Last week I had unused roses. It happens often in this business. I bring in enough roses for orders, and a bit more besides, just in case!

Several times, I’d post free roses for the members of my local “Flash Gives” community. With instructions to, “Take the Roses. Leave the Buckets,” folks would scoop up the flowers so fast, resulting in some happy neighbors, and a few sad ones. Since tired roses have little life left, I don’t feel badly for the people who don’t receive. But I avoid the guilt of tossing roses!

Previously posted to Facebook: “In kind of a bonehead move, I bought way too many roses for a project and they’re sitting here in buckets quickly dying. I’m going to set them outside our fence on the corner of (X & X ST). Come and take the roses but leave the buckets please!”

On this occasion, the roses are still quite beautiful, with lots of life left in them. I ask Heaven what to do.

“Make a Decade Rosary and send it to Kelley in Texas.”

There used to be a time when my heart wasn’t quiet enough to hear an answer from heaven. Another blog post, perhaps. This answer is fast and clear.

She’s my very first online customer, from two years ago, and I know she’ll appreciate the gift. (You can read her story here). Plus, I’m thinking about the health and well-being of her family, self-employed in a “non-essential” profession, with two high-school aged daughters sheltering at home.

I get busy, prayerfully create it, box and label it, and drop it off at the local FedEx store 15 minutes before the truck departs. She’ll receive it in the morning, and call me so excited! I know it!

But she doesn’t. Texas time is two hours later than Washington time. It’s afternoon there. I’m going to text her!

I wrote:

“Hi Kelley, I sent you a little something. Did you get it?”

When she calls back, I hear shouts and screaming.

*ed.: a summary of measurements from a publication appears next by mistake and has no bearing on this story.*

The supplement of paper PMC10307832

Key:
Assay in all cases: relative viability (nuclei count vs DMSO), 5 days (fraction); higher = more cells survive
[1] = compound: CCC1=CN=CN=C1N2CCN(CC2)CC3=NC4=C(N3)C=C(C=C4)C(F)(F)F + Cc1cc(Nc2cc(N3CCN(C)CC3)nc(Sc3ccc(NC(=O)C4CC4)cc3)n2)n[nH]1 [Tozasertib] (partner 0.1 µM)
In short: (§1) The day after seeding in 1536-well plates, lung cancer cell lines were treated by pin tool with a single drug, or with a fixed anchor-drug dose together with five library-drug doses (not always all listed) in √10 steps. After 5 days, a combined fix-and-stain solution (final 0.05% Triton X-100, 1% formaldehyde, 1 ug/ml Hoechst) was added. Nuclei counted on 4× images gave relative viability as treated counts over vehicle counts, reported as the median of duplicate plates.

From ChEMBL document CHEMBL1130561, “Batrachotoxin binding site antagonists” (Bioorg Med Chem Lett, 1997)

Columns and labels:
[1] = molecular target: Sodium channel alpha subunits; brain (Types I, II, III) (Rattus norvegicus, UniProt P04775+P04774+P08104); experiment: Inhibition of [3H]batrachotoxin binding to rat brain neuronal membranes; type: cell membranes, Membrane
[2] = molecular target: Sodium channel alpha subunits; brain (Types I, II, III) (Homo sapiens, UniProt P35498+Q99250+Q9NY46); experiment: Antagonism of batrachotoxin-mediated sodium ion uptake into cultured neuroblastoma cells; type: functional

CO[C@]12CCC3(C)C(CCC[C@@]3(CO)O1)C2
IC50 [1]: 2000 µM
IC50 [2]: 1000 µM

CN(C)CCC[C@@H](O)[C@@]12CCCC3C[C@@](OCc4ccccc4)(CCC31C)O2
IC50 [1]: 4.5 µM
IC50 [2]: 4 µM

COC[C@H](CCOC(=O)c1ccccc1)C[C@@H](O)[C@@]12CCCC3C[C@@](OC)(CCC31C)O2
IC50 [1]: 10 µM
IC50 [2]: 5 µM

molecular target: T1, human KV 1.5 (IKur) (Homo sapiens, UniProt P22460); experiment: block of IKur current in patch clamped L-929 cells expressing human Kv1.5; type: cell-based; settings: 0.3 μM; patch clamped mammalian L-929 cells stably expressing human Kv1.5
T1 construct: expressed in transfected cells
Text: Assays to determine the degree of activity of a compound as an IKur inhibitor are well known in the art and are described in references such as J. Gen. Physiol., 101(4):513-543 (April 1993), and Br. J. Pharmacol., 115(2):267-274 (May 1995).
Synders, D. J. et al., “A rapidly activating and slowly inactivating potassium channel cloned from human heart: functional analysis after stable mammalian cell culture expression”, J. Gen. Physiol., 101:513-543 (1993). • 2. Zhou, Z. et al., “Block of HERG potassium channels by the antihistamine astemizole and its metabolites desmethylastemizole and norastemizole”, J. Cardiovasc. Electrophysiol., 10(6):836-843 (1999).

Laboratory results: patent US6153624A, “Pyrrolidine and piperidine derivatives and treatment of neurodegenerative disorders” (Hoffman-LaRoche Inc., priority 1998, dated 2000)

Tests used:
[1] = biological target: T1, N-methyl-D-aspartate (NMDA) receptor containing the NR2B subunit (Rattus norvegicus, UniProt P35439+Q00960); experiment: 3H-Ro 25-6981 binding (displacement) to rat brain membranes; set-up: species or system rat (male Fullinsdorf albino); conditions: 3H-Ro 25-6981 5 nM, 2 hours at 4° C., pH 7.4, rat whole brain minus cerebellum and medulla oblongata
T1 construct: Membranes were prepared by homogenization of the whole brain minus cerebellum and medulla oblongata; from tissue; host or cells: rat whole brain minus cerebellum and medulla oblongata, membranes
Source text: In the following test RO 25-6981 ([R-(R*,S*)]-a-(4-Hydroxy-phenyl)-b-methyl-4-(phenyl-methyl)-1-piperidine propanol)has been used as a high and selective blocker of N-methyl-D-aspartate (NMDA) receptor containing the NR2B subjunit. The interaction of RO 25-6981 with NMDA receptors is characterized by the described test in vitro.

“Julia, you won’t believe this, but our daughters just finished a nine-day Novena to St. Therese! They’ve been asking me, ‘Mom, how will she send us a rose, since we’ve been in quarantine?'”

This Novena is supposed to come with an answer — a sign of roses on the ninth day. This is the package they open on arrival:

To give you a sense of scale, the crucifix is 8″ long. The box is 11″ x 14″

Heaven’s timing is perfect. I’m delighted for my dear customer and her family. Their prayers, and faithfulness, are noticed by God, and the dear little saint, Therese, got her chance to deliver.

I imagine her running to her sainted parents, Louis and Zelie Martin, and gleefully boasting, in her good-humored, melodic voice,

“Mama and Papa, look what I have done today! I sent a red rose rosary to some 16 year-old twin sisters in America!”

The family draped the rosary upon an antique crucifix, encircling the image of Jesus in fresh beautiful, red roses. Like this:

This crucifix is close to 4 feet tall.

Kelley wrote about the experience for this Catholic Women’s Blog, “Mighty is Her Call. I will insert the link when it’s posted, so you can see the story from her eyes.

For anyone who wants to make a Novena to the Little Flower, here is the prayer:

O Little Therese of the Child Jesus
Please pick for me a rose
from the heavenly garden
and send it to me
as a message of love.

O Little Flower of Jesus,
ask God to grant the favors
I now place with confidence
in you hands
( mention your special prayer request here )

St. Therese, help me to always believe
as you did, in God’s great love for me,
so that I may imitate your “Little Way” each day. 

Amen.

Thank you St. Therese, for doing your thing, and being altogether darling in the way you share God’s love with the world.

Learn more about St. Therese at this website.

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